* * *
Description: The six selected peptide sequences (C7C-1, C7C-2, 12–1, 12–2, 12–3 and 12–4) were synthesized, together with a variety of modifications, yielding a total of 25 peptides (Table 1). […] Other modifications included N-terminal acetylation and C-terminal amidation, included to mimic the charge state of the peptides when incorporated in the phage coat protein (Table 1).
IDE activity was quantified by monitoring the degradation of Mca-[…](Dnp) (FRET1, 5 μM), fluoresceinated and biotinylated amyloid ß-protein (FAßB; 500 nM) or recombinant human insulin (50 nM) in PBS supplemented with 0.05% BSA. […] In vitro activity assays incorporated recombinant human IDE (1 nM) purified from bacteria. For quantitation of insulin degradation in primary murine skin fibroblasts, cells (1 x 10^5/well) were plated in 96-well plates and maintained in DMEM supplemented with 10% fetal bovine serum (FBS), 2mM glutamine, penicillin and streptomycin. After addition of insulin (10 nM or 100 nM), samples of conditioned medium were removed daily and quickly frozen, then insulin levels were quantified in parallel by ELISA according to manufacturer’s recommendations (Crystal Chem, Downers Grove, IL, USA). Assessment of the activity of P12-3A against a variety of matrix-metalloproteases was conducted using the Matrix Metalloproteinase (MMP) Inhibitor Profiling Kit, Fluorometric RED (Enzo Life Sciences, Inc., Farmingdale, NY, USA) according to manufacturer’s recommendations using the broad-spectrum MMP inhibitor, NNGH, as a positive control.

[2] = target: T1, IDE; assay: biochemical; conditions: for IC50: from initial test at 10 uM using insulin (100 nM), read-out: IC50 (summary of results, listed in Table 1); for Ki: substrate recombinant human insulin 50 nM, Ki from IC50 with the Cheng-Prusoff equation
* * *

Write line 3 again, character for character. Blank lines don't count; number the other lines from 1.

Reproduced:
[2] = target: T1, IDE; assay: biochemical; conditions: for IC50: from initial test at 10 uM using insulin (100 nM), read-out: IC50 (summary of results, listed in Table 1); for Ki: substrate recombinant human insulin 50 nM, Ki from IC50 with the Cheng-Prusoff equation